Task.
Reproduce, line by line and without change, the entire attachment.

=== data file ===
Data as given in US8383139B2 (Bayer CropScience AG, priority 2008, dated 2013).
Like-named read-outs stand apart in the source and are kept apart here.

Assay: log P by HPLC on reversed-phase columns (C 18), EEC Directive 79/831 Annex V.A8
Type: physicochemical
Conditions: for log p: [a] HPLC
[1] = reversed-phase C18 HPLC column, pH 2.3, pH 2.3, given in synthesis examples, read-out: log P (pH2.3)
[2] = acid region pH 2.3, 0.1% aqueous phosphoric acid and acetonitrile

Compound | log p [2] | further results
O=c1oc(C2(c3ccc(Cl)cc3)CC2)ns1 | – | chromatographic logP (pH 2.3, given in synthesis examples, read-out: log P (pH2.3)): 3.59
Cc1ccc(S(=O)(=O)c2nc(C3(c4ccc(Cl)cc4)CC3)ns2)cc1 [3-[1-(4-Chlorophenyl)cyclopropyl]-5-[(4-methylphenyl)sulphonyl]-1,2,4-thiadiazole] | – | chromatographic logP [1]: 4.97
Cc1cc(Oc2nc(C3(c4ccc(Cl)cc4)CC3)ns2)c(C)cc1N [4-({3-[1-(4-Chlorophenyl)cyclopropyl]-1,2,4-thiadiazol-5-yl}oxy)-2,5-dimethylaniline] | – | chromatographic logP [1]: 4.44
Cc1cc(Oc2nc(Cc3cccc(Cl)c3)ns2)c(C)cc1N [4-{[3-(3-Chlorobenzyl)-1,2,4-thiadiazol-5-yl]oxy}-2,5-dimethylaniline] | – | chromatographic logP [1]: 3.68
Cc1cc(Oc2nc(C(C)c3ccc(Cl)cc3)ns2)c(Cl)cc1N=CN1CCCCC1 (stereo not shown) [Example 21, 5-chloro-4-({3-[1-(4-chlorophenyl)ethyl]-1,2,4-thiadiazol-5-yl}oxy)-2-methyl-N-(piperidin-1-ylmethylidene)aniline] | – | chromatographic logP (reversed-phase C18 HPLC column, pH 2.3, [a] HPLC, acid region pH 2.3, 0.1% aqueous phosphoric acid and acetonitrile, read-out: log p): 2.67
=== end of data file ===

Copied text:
Data as given in US8383139B2 (Bayer CropScience AG, priority 2008, dated 2013).
Like-named read-outs stand apart in the source and are kept apart here.

Assay: log P by HPLC on reversed-phase columns (C 18), EEC Directive 79/831 Annex V.A8
Type: physicochemical
Conditions: for log p: [a] HPLC
[1] = reversed-phase C18 HPLC column, pH 2.3, pH 2.3, given in synthesis examples, read-out: log P (pH2.3)
[2] = acid region pH 2.3, 0.1% aqueous phosphoric acid and acetonitrile

Compound | log p [2] | further results
O=c1oc(C2(c3ccc(Cl)cc3)CC2)ns1 | – | chromatographic logP (pH 2.3, given in synthesis examples, read-out: log P (pH2.3)): 3.59
Cc1ccc(S(=O)(=O)c2nc(C3(c4ccc(Cl)cc4)CC3)ns2)cc1 [3-[1-(4-Chlorophenyl)cyclopropyl]-5-[(4-methylphenyl)sulphonyl]-1,2,4-thiadiazole] | – | chromatographic logP [1]: 4.97
Cc1cc(Oc2nc(C3(c4ccc(Cl)cc4)CC3)ns2)c(C)cc1N [4-({3-[1-(4-Chlorophenyl)cyclopropyl]-1,2,4-thiadiazol-5-yl}oxy)-2,5-dimethylaniline] | – | chromatographic logP [1]: 4.44
Cc1cc(Oc2nc(Cc3cccc(Cl)c3)ns2)c(C)cc1N [4-{[3-(3-Chlorobenzyl)-1,2,4-thiadiazol-5-yl]oxy}-2,5-dimethylaniline] | – | chromatographic logP [1]: 3.68
Cc1cc(Oc2nc(C(C)c3ccc(Cl)cc3)ns2)c(Cl)cc1N=CN1CCCCC1 (stereo not shown) [Example 21, 5-chloro-4-({3-[1-(4-chlorophenyl)ethyl]-1,2,4-thiadiazol-5-yl}oxy)-2-methyl-N-(piperidin-1-ylmethylidene)aniline] | – | chromatographic logP (reversed-phase C18 HPLC column, pH 2.3, [a] HPLC, acid region pH 2.3, 0.1% aqueous phosphoric acid and acetonitrile, read-out: log p): 2.67